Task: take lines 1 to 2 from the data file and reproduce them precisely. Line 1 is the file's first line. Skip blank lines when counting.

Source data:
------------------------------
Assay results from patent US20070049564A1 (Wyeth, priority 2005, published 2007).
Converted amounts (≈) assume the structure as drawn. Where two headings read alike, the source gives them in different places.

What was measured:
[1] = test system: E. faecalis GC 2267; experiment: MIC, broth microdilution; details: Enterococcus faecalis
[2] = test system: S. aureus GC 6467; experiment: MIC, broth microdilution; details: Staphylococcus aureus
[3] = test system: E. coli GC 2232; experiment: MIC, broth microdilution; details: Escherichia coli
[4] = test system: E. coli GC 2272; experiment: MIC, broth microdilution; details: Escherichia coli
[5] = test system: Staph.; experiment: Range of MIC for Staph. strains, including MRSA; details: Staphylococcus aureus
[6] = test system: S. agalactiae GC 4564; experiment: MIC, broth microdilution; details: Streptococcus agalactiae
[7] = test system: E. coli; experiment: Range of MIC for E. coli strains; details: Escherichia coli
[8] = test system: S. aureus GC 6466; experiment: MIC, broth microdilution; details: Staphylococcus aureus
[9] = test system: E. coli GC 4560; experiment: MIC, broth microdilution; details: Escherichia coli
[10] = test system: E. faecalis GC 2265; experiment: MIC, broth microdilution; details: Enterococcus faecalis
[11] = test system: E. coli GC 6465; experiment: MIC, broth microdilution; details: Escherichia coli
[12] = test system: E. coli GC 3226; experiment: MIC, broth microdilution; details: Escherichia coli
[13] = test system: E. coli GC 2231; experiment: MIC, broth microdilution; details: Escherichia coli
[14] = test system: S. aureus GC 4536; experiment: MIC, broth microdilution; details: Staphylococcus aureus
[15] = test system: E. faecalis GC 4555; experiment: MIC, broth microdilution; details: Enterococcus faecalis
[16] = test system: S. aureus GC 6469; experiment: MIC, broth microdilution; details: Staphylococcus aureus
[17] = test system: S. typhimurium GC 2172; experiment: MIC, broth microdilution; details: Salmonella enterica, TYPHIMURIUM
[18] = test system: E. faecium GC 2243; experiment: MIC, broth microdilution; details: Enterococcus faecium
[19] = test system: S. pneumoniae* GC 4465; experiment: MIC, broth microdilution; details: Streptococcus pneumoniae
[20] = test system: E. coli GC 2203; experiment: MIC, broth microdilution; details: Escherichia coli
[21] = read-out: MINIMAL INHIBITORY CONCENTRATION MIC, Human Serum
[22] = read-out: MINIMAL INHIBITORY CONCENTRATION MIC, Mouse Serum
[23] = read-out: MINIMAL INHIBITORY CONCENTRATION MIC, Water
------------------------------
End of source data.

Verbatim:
Assay results from patent US20070049564A1 (Wyeth, priority 2005, published 2007).
Converted amounts (≈) assume the structure as drawn. Where two headings read alike, the source gives them in different places.